A Series of Small Failures: The Conduct of Fiction

In the January 2016 issue of The Wire, Stewart Smith writes of pianist Matthew Shipp’s latest album: “Of the five albums Matthew Shipp issued as leader or co-leader in 2015, The Conduct Of Jazz is perhaps the finest.” It is a fine album; I’m listening to it now, fondly remembering the sublime experience of seeing Shipp in duo with bassist Michael Bisio earlier this spring. Still, The Conduct Of Jazz doesn’t make The Wire’s year-end top 50 cut, though it does make Downbeat’s roundup. My guess is that, one way or the other, Shipp doesn’t care. “What’s the use—I’ve got too many sides out as it is,” he was quoted saying fifteen years ago, in reference to a plan to retire from recording. “I don’t feel the psychological need to continually flood the market with this material…. Embellishment for the sake of the cash advance. That’s a kind of cynicism I’d rather not get into.”

I, for one, am glad that Shipp abandoned his retirement plan, noble as it was. But wait—five albums this year? Looking back over my ever more unwieldy accumulation of new music, it adds up. Five albums in 2015. And when we’re talking about this kind of music—not just jazz but the avant-garde, largely improvised brand misleadingly called “free jazz”—output like Shipp’s is far from uncommon. It’s not like rock, I stress to anyone willing to come with me to a show (I saw the Shipp-Bisio duo alone, as part of a woefully small audience though neither musician seemed much to notice).

No, free jazz isn’t like rock, where a band surfaces every few years with a new album to install into its carefully advancing discography. In contemporary free jazz, musicians seem to be constantly recording, constantly regrouping, constantly experimenting. They’re after what guitarist Joe Morris calls a “perpetual frontier” of creation and innovation. In consequence the quick pace and high volume of releases—ignoring conventional economic imperatives of supply and demand—seems to regard the music’s audience, the listeners themselves, as an afterthought. Keep up if you can.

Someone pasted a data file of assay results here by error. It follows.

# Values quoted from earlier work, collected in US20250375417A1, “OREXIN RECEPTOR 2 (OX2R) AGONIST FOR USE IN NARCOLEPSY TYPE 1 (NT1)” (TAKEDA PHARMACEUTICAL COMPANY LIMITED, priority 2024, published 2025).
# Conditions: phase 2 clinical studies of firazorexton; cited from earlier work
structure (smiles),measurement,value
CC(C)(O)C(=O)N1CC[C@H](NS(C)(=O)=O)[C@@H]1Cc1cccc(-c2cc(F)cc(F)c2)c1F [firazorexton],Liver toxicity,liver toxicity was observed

41-mPMeBNIL._SX332_BO1,204,203,200_I’m keeping up better than ever, thanks in part to increasingly reckless spending habits but mostly to a new review-writing gig, which entails access to digital troves of new music every month (like ARCs, only better). But now I’m also drowning in unplayed iTunes files and unopened download folders. The novelty of acquisition wears off, the music goes unheard, the next batch of releases comes in. I’m experiencing what David Grubbs describes in his book Records Ruin the Landscape: “When the total hours of one’s hoard of recorded music are no longer determined by available physical space, the stockpile—the invisible, nearly weightless stockpile—can grow exponentially.” It gets worse: “[Jacques] Attali makes a chilling and necessary point,” Grubbs notes, “when he invokes the unknowable moment in the life of the collector-listener at which the amount of time represented by the stockpile of recordings exceeds the amount of time remaining in one’s life.”

Granted, it doesn’t take much, but there’s nothing like the contemplation of my “unknowable” time left on earth while gawking at some jazz pianist’s staggering discography to remind me of my own pathetically meager yield as a writer. In 1999, Matthew Shipp decides to retire from recording; somehow by 2015 he’s putting out five brilliant albums in twelve months. Whereas I’m deciding which years-old crusted draft to resurrect next.

Of course there are many crucial dissimilarities between the conduct of jazz and the conduct of fiction. No one expects a writer to produce five books in one year—perhaps the inverse. In that way I don’t feel so bad. Yet another part of me wants to glean, steal, adapt. For now, in the last days of 2015—another year of unmet goals and unfinished stories—I leave off with an encouraging thought from Morris’s Perpetual Frontier, one to make the blind push forward more manageable: “Improvisation can be viewed as a series of attempts to improve on previous attempts,” he writes. “Or as a series of small failures, followed by the chance to fix them. In other words, it is about trying, trying to make more of an idea.”

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